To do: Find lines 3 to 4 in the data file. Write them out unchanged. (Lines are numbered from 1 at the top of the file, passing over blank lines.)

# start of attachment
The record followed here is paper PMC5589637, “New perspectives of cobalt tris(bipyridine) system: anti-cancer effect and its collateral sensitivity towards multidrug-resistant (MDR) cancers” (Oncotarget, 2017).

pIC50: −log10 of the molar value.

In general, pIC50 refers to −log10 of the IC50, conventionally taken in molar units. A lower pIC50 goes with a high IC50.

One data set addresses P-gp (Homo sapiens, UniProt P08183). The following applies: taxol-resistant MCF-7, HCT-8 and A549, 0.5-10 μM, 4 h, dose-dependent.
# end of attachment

In general, pIC50 refers to −log10 of the IC50, conventionally taken in molar units. A lower pIC50 goes with a high IC50.

One data set addresses P-gp (Homo sapiens, UniProt P08183). The following applies: taxol-resistant MCF-7, HCT-8 and A549, 0.5-10 μM, 4 h, dose-dependent.